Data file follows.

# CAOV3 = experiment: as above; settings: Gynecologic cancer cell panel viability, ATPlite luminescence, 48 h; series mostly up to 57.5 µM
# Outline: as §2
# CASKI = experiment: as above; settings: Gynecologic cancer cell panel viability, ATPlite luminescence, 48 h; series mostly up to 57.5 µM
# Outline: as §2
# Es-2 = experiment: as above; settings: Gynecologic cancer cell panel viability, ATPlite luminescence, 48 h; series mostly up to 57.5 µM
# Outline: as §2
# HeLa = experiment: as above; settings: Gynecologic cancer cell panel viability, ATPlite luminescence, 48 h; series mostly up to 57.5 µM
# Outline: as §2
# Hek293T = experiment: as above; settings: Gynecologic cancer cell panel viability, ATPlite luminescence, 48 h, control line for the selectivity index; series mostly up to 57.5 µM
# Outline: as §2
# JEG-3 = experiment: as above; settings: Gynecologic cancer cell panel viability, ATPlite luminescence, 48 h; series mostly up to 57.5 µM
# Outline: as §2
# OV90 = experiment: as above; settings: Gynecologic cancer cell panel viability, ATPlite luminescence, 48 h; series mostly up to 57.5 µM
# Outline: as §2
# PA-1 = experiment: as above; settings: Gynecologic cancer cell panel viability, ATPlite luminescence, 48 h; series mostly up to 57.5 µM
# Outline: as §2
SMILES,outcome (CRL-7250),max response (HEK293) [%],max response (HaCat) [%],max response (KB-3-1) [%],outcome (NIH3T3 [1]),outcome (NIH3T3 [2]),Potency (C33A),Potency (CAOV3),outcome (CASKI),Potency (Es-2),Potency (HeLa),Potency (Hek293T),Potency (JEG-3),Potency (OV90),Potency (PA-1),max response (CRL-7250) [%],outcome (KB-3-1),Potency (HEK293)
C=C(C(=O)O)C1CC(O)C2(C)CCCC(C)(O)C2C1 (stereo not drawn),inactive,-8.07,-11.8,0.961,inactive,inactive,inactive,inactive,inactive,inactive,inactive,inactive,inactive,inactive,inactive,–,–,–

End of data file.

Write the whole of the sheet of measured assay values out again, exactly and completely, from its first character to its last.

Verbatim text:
# CAOV3 = experiment: as above; settings: Gynecologic cancer cell panel viability, ATPlite luminescence, 48 h; series mostly up to 57.5 µM
# Outline: as §2
# CASKI = experiment: as above; settings: Gynecologic cancer cell panel viability, ATPlite luminescence, 48 h; series mostly up to 57.5 µM
# Outline: as §2
# Es-2 = experiment: as above; settings: Gynecologic cancer cell panel viability, ATPlite luminescence, 48 h; series mostly up to 57.5 µM
# Outline: as §2
# HeLa = experiment: as above; settings: Gynecologic cancer cell panel viability, ATPlite luminescence, 48 h; series mostly up to 57.5 µM
# Outline: as §2
# Hek293T = experiment: as above; settings: Gynecologic cancer cell panel viability, ATPlite luminescence, 48 h, control line for the selectivity index; series mostly up to 57.5 µM
# Outline: as §2
# JEG-3 = experiment: as above; settings: Gynecologic cancer cell panel viability, ATPlite luminescence, 48 h; series mostly up to 57.5 µM
# Outline: as §2
# OV90 = experiment: as above; settings: Gynecologic cancer cell panel viability, ATPlite luminescence, 48 h; series mostly up to 57.5 µM
# Outline: as §2
# PA-1 = experiment: as above; settings: Gynecologic cancer cell panel viability, ATPlite luminescence, 48 h; series mostly up to 57.5 µM
# Outline: as §2
SMILES,outcome (CRL-7250),max response (HEK293) [%],max response (HaCat) [%],max response (KB-3-1) [%],outcome (NIH3T3 [1]),outcome (NIH3T3 [2]),Potency (C33A),Potency (CAOV3),outcome (CASKI),Potency (Es-2),Potency (HeLa),Potency (Hek293T),Potency (JEG-3),Potency (OV90),Potency (PA-1),max response (CRL-7250) [%],outcome (KB-3-1),Potency (HEK293)
C=C(C(=O)O)C1CC(O)C2(C)CCCC(C)(O)C2C1 (stereo not drawn),inactive,-8.07,-11.8,0.961,inactive,inactive,inactive,inactive,inactive,inactive,inactive,inactive,inactive,inactive,inactive,–,–,–